Tick boxed into a corner
Grrr! i think that bears repeating. Grrr! It's the first word that comes to mind these days whenever I think of the knotty topic of lesson observation.
For teachers, the "spy" in the classroom is nothing new, of course. Right from the earliest days of training, teachers have to put up with visits from the unsmiling stranger, scribbling away at twice the rate of even the nimblest of students.
The problem now, though, is that those doing the observing are being trained to leave their brains at the door. Either that or they are specially selected for their absence of grey matter in the first place. And to that gaping void you might add imagination, understanding, empathy and just plain common sense.
In their place, the observers come armed with tick lists of "must see"
items. The absence of these flavour-of-the-month enthusiasms will damn you forever. So, however wonderful your class may be, if you fail to get a tick in one of the boxes, you are instantly up to your neck in the sticky brown stuff.
Sadly, the phenomenon is not confined to further education. Far from it.
School teachers have to put up with exactly the same inanities.
In primaries, for instance, I am told that no child can possibly learn anything any more unless the teacher is employing Assessment for Learning techniques. This involves, amongst other things, the pupils being encouraged to give a thumbs up, or thumbs down, according to whether, or not, they have grasped what is being taught.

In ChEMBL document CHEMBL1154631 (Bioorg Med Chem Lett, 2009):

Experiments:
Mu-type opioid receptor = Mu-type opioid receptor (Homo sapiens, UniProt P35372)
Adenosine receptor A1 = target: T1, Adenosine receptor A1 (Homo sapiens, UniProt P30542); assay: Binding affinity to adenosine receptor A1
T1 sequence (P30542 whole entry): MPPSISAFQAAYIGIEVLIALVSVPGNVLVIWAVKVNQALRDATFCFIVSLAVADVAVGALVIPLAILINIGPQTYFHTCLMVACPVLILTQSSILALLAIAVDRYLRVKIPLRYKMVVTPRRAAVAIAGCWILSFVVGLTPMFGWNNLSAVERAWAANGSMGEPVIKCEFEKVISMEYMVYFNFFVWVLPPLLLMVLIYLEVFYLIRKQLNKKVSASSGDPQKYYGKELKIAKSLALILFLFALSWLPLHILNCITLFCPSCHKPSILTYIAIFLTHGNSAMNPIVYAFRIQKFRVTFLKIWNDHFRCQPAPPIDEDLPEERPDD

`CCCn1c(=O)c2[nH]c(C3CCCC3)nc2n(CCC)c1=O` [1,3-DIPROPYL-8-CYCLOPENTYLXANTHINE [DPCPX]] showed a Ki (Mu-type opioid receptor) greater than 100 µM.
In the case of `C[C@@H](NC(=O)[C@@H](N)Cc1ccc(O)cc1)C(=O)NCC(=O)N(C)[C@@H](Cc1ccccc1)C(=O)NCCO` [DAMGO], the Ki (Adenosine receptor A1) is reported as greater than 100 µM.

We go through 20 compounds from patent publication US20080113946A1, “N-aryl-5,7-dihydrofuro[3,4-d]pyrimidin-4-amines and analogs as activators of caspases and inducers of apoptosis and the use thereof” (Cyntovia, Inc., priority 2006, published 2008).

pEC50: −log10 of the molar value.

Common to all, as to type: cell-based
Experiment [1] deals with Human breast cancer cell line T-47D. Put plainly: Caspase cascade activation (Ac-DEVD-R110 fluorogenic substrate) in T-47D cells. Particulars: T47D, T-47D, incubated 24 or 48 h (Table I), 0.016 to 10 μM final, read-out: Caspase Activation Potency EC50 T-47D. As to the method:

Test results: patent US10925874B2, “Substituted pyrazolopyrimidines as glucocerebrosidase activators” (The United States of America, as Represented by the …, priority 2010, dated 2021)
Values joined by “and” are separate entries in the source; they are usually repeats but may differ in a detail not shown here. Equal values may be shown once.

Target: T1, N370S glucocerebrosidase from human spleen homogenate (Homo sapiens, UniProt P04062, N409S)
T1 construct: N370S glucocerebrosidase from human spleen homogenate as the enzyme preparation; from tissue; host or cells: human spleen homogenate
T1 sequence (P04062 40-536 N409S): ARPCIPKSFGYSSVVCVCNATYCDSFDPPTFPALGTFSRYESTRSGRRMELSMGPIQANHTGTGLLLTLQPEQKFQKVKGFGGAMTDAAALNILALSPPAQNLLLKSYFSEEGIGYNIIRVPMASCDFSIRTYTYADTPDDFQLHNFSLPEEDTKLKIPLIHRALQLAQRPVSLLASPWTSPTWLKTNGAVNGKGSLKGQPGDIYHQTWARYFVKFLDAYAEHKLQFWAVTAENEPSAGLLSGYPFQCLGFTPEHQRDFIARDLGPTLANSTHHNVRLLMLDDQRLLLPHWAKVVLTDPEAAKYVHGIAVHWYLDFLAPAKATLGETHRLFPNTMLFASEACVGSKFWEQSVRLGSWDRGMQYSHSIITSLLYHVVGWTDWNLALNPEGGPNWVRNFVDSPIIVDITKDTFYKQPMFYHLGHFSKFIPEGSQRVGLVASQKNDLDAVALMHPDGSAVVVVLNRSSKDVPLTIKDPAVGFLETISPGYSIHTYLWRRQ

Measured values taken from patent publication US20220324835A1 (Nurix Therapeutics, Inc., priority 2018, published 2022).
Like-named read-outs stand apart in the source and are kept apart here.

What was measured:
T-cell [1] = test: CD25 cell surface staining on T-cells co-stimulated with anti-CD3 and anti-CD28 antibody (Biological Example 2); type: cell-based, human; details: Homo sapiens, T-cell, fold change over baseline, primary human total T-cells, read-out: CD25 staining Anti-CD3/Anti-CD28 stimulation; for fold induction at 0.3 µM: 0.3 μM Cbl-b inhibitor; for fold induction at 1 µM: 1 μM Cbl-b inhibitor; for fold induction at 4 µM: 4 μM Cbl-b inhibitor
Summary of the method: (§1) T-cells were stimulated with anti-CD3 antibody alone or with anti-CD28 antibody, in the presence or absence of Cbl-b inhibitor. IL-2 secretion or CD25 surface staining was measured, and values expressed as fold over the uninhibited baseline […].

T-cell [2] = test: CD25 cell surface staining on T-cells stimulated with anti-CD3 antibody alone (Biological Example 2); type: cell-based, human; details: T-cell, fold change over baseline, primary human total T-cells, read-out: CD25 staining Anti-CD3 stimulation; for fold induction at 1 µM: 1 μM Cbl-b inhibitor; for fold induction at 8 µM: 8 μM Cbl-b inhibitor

While this might sound like a perfectly good idea, the problem is to get the dumbo with the clipboard to see that it is not the only idea and that generations of children have managed to get themselves educated without using their thumbs for anything other than sucking.
For us in FE, it is still the twin untouchables of information learning technology and differentiation that we must learn to suck on (though I have noticed our own version of "rule of thumb" creeping in, too, of late).
Quite where this can lead us is exemplified in the tale of the virtual milk bottle.
A friend at a college told me how she was inspected while teaching an introduction to poetry session. One of her props was a milk bottle with a note to the milkman tied to it. The idea was to show the difference between a functional piece of writing and a short poem.
No! No! No! cried the inspector afterwards. Where is the information learning technology in that?
All right, so there was no interactive whiteboard in the room. Surely she could use a laptop instead to display an image of a virtual milk bottle?
Virtual nonsense! was her response, though not of course to his face. She had already been told that her ILT solecism meant she couldn't expect higher than a grade 3 for her imaginative lesson.
As the late Ted Wragg was so fond of saying in these pages, you couldn't make it up. To put it another way, Grrr!